Absolutely, there must be a balance between price and quality. However, the fact of the matter is when parents in poor neighbourhoods have to worry about rent and bills it decreases their quality of life, their quality of parenting, and their ability to consume into the economy. The market will continue to discriminate on a price basis, so I don't see how other more expensive forms of housing be affected. The housing market is heavily segmented, which is why we have multi-million dollar lakefront property as well as cooperative, subsidized apartments for single moms. So I don't see there being a race to the bottom in terms of price and quality. Even though it's economics, race has economic impacts. Investment leads to returns, and so an investment into equality is a smart choice.

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And I am 100% against having education as a standard and the funding of such a standard. We have the internet now. The only thing educational institutions can provide is additional learning aid - which would be teachers - and thus your idea that the focus should be on education instead of teaching standards will FURTHER decrease the ability for teachers to ACTUALLY teach. Which nowadays, they can't, since everything they do is done per schedules, texts, and guidelines forced onto them which keeps them from teaching in their own way and, thus, teaching at all.
Yeah, using the word "standard" really makes my passage unclear. I mean to equalize the education system, so most people can enjoy an education that works for them, instead of this pyramid structure which has the elite schools at the top while its foundation decays to the detriment of the masses. So I meant standard in the sense of allocating resources in such a way that everybody benefits, instead of the privileged winning out.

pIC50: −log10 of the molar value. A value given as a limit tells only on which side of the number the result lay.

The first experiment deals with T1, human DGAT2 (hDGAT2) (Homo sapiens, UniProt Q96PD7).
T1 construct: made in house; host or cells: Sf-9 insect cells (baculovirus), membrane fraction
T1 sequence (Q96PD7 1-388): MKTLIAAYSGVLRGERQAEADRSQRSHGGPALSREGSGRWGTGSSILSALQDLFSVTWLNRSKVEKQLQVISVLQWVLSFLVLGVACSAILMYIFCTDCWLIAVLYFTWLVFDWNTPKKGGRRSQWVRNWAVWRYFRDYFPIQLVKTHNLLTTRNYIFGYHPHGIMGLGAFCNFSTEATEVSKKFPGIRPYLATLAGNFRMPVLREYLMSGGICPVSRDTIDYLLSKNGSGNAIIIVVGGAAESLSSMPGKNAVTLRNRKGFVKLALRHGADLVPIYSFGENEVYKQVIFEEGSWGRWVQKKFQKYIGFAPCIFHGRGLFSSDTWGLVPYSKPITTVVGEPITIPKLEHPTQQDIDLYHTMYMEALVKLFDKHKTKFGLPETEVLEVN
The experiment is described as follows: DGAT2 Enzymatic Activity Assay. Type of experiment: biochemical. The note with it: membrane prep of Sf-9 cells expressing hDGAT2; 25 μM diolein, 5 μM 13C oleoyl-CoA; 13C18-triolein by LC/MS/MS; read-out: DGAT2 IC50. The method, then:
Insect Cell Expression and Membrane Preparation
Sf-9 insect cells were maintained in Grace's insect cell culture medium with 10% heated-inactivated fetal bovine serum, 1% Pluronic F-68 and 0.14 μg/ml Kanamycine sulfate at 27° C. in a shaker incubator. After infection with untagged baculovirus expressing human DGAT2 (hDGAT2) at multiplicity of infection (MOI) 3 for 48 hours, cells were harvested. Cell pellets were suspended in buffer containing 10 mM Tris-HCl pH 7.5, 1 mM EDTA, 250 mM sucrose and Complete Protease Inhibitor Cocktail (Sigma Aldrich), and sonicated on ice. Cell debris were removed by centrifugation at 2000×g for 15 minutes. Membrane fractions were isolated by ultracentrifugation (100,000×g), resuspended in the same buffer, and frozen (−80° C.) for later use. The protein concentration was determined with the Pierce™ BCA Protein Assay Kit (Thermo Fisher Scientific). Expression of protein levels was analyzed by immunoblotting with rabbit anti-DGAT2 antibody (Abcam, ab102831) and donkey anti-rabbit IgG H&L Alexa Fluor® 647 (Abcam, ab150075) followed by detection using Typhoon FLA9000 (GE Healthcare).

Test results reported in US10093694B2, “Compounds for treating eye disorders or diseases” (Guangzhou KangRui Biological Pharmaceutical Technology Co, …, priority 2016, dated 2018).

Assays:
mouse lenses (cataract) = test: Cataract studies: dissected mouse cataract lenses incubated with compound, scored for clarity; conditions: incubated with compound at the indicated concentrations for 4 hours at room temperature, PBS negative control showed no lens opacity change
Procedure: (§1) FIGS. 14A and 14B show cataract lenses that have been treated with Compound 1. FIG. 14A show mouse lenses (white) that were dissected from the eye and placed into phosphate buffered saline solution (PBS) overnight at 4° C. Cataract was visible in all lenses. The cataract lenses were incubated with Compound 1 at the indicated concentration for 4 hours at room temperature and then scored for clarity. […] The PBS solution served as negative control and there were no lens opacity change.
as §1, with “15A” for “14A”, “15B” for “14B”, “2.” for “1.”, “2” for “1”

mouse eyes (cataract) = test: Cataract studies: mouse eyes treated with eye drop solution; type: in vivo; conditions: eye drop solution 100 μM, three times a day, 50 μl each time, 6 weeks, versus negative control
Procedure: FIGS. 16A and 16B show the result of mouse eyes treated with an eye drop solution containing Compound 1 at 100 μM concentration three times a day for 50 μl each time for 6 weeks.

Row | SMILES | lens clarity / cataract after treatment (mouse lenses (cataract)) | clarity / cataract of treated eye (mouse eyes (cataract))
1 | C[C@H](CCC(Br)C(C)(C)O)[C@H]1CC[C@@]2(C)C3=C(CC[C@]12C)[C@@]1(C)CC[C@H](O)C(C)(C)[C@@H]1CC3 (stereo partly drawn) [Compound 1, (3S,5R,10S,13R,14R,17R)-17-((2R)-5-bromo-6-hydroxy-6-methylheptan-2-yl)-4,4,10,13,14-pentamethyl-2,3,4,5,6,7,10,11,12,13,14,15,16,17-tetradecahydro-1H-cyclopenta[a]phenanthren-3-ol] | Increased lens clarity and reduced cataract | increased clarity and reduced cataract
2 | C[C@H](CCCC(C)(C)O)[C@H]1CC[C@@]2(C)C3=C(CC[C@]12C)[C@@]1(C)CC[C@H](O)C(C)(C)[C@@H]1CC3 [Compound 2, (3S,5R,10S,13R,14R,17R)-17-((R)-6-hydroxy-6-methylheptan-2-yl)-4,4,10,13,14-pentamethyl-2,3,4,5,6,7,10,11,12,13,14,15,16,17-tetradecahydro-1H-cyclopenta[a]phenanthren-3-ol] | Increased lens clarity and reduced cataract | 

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Old November 5th, 2013, 02:31 PM
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I see...

Then, in both those cases, you still need a standard - a "quality standard", to be more precise. In each industry, if a certain level of quality is not kept up by sellers / educational institutions, then those places will be quickly dealt with so that they either do meet the standard or are destroyed.
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Old November 10th, 2013, 11:36 AM
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I think to summarize my views on correcting racism, I prefer altering the supply side of the equation, versus the demand side. Give the aggrieved minorities better living conditions, access for the masses to a proper education and change will come in time. It's better than picking someone on the basis of "well, there should be more x minority, so we'll take a couple more of them". I don't know if that attitude of affirmative of action actually changes the public's attitudes - it seems like it would cause resentment more than reconciliation from how heavy handed it is.